The technology has been around for some years now, but the use of RFID (radio-frequency identification) chips and other beneath-the-skin implants has only recently become more widespread.
A high-tech office complex in Sweden is now offering tenants’ staff the option of having a small RFID chip implanted in one’s wrist that allows certain functions in the building to be performed with a wave of the hand, such as opening doors and operating photocopiers.
Epicenter office block developers are in support of the implanting program, which is being made available through a Swedish bio-hacking group. The group promotes the use of bio-enhancement technology and predicts a future in which sophisticated implant systems will closely monitor a range of inputs from body sensors while interacting with the “internet of things.”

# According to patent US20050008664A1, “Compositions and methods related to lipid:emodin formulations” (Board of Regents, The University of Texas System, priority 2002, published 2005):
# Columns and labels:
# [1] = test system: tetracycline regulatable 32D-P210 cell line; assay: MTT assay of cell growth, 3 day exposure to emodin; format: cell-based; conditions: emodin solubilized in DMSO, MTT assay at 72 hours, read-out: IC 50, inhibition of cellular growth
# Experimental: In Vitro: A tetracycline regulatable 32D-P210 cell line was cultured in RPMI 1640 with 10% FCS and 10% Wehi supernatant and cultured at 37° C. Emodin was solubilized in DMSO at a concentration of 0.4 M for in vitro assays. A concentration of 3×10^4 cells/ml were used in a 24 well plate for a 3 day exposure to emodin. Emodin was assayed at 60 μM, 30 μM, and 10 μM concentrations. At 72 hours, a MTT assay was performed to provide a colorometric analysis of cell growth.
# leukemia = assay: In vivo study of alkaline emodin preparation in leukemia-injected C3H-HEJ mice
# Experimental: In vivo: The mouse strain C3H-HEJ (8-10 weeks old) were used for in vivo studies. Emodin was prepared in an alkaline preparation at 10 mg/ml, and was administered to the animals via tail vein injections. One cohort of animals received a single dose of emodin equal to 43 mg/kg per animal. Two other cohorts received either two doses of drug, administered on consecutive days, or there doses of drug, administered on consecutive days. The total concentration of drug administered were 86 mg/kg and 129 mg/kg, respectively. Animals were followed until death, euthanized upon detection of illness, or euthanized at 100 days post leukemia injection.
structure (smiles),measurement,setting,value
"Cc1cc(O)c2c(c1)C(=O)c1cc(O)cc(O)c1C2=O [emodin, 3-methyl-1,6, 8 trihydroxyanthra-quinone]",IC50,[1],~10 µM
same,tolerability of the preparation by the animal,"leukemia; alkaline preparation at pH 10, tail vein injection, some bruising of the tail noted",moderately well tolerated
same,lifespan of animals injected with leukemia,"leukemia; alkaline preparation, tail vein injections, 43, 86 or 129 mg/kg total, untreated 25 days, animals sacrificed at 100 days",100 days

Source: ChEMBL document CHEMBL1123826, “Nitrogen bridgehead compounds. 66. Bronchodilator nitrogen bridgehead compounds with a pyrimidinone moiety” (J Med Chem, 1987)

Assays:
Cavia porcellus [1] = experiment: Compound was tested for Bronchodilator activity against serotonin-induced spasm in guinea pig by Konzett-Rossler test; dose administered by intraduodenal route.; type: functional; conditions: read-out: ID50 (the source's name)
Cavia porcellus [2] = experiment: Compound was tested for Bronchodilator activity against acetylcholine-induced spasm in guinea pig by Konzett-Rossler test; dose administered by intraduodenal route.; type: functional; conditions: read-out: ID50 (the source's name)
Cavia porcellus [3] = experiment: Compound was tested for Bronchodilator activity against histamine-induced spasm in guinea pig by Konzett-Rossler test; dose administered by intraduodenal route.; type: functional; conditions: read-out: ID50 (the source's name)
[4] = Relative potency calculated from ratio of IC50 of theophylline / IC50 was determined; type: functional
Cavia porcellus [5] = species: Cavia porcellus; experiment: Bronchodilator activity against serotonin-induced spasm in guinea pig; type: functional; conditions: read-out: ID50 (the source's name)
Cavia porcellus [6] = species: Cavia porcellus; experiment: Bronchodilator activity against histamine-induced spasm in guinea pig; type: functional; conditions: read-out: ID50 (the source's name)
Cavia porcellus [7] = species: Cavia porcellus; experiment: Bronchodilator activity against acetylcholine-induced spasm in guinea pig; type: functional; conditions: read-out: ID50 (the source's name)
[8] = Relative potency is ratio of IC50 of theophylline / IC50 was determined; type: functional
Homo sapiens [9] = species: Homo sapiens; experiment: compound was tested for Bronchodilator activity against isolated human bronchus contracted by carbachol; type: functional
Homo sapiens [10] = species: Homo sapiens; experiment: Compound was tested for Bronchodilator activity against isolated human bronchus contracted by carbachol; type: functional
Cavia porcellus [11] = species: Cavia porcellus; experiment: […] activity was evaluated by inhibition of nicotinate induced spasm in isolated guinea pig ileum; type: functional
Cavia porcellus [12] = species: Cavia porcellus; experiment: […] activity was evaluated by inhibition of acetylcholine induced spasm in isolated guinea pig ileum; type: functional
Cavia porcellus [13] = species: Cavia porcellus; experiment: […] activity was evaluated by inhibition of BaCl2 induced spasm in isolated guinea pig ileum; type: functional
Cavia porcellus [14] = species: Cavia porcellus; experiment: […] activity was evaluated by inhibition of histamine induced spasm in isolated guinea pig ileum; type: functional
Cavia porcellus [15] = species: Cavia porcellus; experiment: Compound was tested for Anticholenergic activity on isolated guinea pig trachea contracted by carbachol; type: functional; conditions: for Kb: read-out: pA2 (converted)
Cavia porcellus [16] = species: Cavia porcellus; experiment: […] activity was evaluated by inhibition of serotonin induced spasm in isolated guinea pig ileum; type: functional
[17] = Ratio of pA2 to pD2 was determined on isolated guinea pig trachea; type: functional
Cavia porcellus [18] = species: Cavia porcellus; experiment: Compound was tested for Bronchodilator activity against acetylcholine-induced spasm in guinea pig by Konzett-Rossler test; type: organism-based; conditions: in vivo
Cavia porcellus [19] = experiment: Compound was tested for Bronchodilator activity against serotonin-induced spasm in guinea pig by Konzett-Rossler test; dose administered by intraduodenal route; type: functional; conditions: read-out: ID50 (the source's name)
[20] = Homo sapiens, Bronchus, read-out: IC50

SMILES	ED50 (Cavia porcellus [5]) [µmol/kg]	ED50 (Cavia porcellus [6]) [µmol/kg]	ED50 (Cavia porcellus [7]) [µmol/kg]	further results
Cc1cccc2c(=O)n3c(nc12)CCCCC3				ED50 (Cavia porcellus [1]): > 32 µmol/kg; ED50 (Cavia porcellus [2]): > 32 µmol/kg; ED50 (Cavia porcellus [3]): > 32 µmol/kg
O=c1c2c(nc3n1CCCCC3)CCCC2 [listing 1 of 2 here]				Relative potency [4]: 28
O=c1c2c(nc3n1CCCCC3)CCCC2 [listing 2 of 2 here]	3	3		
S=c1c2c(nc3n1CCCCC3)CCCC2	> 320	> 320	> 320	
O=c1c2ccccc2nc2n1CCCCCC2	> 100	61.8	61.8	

In other words, we will soon have the option of being physically connected to the Internet as well as to an increasingly widespread network of smart devices.
For many, the idea of having an implant containing personal information inserted under the skin is not a welcome option. Not only is there maybe something creepy about the whole idea to begin with, but the fact is that a lot of us feel our privacy and autonomy has been compromised enough already, without voluntarily becoming walking transmitters of our personal data.